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    OH YEAH blame it onn Churchill,who was basically demogoging,for people he knew didn't know the difference between the two, which is profound.

    I guess then the rest of my post you concede since that's the one part you responded to.
     
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  19. Greg Stone New Member

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    First then, the OP states that the next "economic collapse" will be irreversible. He and other posters have stated that it will be irreversible due to current conditions. Therefore I am writing about current conditions. I believe there will be another recession but I don't believe ti will be irreversible.

    For Thordaddy and others who have never studied political science I'll cover some basics. "Democracy" is a Greek word which means "rule by the people" as opposed to "autocracy" which is "rule by a single person". Since Athenian democracy was an innovation the word is used in the general sense for any government whose authority resides in the people's votes and in the specific sense for governments elected directly by the people in which some laws and appointments are also made directly by the people, as was the case in Athens.

    When you read the writings of the founding fathers you will find that, like most Englishmen, they were obsessed by the Roman Empire and the democratic model they most often refer to when discussing the future US government is the Roman Republic. In specific terms the US started out more as a republic and has steadily become more of a democracy. Now, for example, we have direct elections for US senators and presidents and there has been a trend towards the people directly enacting and even proposing laws through initiatives. Because of technological advances it is even possible for the people of the US to meet en mass as the Athenians did rather than rely on elected representatives so there is plenty of room for the trend to continue.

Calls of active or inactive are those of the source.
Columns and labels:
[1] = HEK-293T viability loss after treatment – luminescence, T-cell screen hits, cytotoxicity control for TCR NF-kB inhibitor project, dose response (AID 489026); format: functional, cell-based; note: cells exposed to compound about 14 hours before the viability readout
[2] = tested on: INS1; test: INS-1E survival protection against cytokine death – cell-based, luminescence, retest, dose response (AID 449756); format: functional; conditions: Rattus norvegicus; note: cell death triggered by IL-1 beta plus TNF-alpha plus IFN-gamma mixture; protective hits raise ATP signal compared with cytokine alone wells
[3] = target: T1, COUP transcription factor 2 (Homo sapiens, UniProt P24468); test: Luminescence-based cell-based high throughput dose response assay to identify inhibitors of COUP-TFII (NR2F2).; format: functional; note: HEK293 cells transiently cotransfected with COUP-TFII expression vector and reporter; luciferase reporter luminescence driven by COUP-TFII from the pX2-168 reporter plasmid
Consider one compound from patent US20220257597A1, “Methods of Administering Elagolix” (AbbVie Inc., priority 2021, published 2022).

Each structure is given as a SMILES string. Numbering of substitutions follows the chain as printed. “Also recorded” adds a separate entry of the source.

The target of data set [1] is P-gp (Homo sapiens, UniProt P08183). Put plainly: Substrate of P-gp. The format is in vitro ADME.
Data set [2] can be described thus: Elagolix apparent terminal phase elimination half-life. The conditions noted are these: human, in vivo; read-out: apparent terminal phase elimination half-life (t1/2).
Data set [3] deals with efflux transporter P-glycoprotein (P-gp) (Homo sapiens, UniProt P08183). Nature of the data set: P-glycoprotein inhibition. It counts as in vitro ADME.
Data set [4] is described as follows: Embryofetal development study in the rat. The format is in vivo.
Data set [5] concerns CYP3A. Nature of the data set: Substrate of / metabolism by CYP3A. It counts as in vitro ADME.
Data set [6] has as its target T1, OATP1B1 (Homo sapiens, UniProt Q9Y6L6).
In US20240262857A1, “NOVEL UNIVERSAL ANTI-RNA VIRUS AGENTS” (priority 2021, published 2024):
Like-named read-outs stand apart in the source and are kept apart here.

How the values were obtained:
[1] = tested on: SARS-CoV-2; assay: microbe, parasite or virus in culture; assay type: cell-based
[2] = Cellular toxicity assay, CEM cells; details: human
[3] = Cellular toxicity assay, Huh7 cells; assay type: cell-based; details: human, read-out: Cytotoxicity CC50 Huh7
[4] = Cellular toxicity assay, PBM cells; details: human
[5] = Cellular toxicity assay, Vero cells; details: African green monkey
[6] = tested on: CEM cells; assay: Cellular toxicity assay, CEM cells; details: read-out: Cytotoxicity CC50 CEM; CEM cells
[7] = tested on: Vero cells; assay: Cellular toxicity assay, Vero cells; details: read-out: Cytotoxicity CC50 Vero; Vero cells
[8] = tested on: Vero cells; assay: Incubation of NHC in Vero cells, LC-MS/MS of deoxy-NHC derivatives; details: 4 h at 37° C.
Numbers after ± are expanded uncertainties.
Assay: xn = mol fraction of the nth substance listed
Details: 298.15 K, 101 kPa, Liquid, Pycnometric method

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  20. Thordaddy Binding you with ancient logic

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    So now we come to the part of the thread where you make straw man assumptions in order to be condescending?
    Again the OP ASKS,then states his opinion,which is every bit as valid as yours but as yet I haven't seen him call you any names nor in any way question your knowledge nor educational background

    From one of his posts " This next time, may be the last time".
    Seems you have been more absolute.

    Your new here and for the second time I'd like to caution you, condescending and name calling gets these threads locked around here, so tend to your arguments and less to your adversary and whatever you imagine him or her to be versed in, their emotional state to be etc.

    I have marveled over the years at the resiliency of the free market and capitalism, the burdens put on it by those who take it's success for granted has left Americans largely unaware of what it is that makes this country successful, but I am not nor will I ever be one who takes that success for granted ,you can kill the goose and we're approaching a point where the producers "shrug" and read the economic future being most secure in servicing the unproductive (probably the real leading growth industry) all the while we are doing precious little to prevent a competing army of workers and a nearly equal sized army of dependents into a country where the ethnic group our President claims to be OF is languishing at depression level unemployment rates.
    NOW would be a horrible time to test your theories on unprecedented conditions.
    Once again I challenge YOUR claims of historical perspective BECAUSE there is no comparable history to compare it to,so now that I've said it at least three times don't come back and say I haven't addressed it. or I might conclude you aren't reading.